2012 BPA Survey Results—Formats
Jan. 12, 2013

We asked you to identify your favorite tournament format. As a CD, I am most interested in this information from the viewpoint of efficient scheduling of convention time and facilities. Players, myself included when wearing my competitor hat, look at it differently through the prism of our own experiences with our favorite games. One thing I’ve noticed over the years as a CD, is that GMs tend to be among the most ardent fans of their particular game and have a tendency to overestimate the experience/loyalty of their players to their game, often attributing their own intensity level to their players. The frequent result is to choose a format that is overly ambitious for the bulk of their players—especially in terms of speed of play and desire for multiple bites of the same apple in repeated rounds of play against the backdrop of so many of WBC’s other distractions/choices. Consequently, I try to steer new GMs to the simpler formats for their first attempt—giving them time to better gauge the appetite of their players for the game in the future. When asked to identify your favorite format, you responded thus:
  • Multiple Heats with tiebreakers to determine optimal number of advancers—30%
  • Swiss Elim (3 or more rounds followed by single elimination for top qualifiers—23%
  • Multiple Heats advancing all winners—20%
  • Single Elimination With Mulligan (one extra practice round advancing winners)—13%
  • Single Elimination—11%
  • Free Format (play anytime but without designated time/place for rounds)—3%
What You’d Like to See… What You Want Not to Change How I See It…

 Win & You’re In 1: Let all winners in multi-player games and heats advance, if possible. I realize this is difficult with the scheduling.


It is the most inefficient event type to schedule since it is not possible to accurately predict the number of rounds required, some of which can require a great amount of time/space. It is also among the least fair since it invariably results in a less than optimum number of players in the next round. This causes differing number of players/game in the same round, and worse—the advancing of non-winning players to optimise player numbers at the next level—thereby changing the dynamics of the game and playing not to lose rather than to win.

However, many can’t abide elimination without a loss (even when they’ve lost three times en route to that win) and discount the use of tie-breakers as even more unfair, which is, I suppose, why we have chocolate and vanilla ice cream. Different strokes … Consequently, we allow both types although I have a hard time hiding my disdain for this particular choice.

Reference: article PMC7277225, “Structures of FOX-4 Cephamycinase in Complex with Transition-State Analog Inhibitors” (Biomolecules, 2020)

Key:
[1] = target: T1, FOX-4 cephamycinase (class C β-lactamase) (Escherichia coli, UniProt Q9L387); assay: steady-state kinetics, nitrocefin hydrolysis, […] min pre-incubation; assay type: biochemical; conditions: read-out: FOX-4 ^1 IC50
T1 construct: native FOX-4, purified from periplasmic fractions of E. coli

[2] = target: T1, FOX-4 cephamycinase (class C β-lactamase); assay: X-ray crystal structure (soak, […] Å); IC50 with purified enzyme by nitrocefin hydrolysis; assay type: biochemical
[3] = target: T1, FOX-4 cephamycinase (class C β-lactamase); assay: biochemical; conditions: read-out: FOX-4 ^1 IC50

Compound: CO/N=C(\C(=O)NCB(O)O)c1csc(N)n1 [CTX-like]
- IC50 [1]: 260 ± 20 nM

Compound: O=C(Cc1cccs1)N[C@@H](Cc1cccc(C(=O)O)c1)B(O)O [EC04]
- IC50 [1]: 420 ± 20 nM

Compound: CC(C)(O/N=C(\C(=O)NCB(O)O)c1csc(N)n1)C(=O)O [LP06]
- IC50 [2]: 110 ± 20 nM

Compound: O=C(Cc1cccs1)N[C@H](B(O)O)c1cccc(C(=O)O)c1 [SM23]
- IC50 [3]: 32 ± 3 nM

More Swiss events 2


True swiss formats are the ultimate test of skill, but require the most time in the form of repeated rounds. Given all the other distractions of WBC, relatively few games have a dedicated enough audience to concentrate on one event for sufficient rounds. We have found that a variation of Swiss play that offers three such rounds followed by Single Elimination for the top scorers to be the most practical alternative.

Less Variety in Formats 3: Single elimination tournaments, you lose, you’re out. / Single elimination works extremely well at scale. Yes, it does increase the luck factor. However when you have 200+ players it is very impractical to run lots of swiss rounds unless you are the only game happening (rarely the case). Even though it means I may get knocked out of my favorite game (Puerto Rico) after 1 round, it also means I would now enter one of the other 3 games I wasn’t playing because I had to play X heats instead. If I REALLY want to play more Puerto Rico, I’ll go to open gaming and start a game. Put another way, assuming I play multiple games, I have more opportunity to advance with single elim. / I like the single-elim with the mulligan, lets you play the game at least twice and in my opinion, if you lose twice back-to-back, its just not your day anyway.


I am a staunch believer in “less is more"—especially at WBC where players attention spans are drawn to so many playing opportunities for a variety of games. Quicker and simpler is almost always better in such an environment. However, I believe the Single Elimination with Mulligan format offers the best of both worlds. It offers a gaurantee of at least two games if you want it, and if you don’t you just ignore the practice round and start later.

Random Seating 1: I most enjoy the random table seatings, where a mixed group of ages & sexes can compete and socialize for an hour during a game round. It promotes growth in individuals, the hobby, and WBC.   Depends what you mean by “random seating". If you mean simply picking your own table to play with your friends I think that’s fine for the “party” or social games such as Slapshot where rapid seating or the option to play with your friends is more valued than true random pairings. In more serious events, I consider it a mark of a lazy GM. What I consider random seating is designated pairings without any seeding attempt. In general, I favor random pairings over seeded play as being more “user friendly” to newcomers. However, an attempt should be made to show how truly random the pairings are—especially with playing GMs—to avoid the appearance of favoritism.
Experience Levels 3: Separate events in the same game for experts and beginners, where attendance warrants it. / I would also like to see events for the complex games (e.g. Empire of the Sun) separated into a ’sharks and minnows’ divisions. The minnow division would be for those gamers who want to learn a complex game and not just end up as roadkill for a vastly more experienced player. / Keep tournaments, but make them more friendly for first time players. Having a new player play the top ranked players to protect their position and possibility to advance is the best way to intimidate and scare people away so they do not participate. That’s why I usually don’t. I’m not driving hours to get to a Pre-Con event just to get destroyed in an hour by an admitted master of the game. I may learn a little, but I sure won’t have any fun. Beginners Welcome 1: I was able to join and learn a game or play one in which I was only somewhat familiar. I was always welcomed regardless of my skill level.

There are two schools of thought when it comes to matching players. One is to treat it like a sport, seeding the best against the worst. The other is to match by ability or random draw. I favor the latter in the interest of encouraging newcomers. However, any attempt to force GMs to adopt a particular format is met with howls of protest from those who want to “do it their way". GMs too are diverse, so all I can do is suggest you scout ahead and frequent those events which use a style you like. We do go to great effort to post Event Previews of every event in which the GM details how the event will be run so you can make educated choices.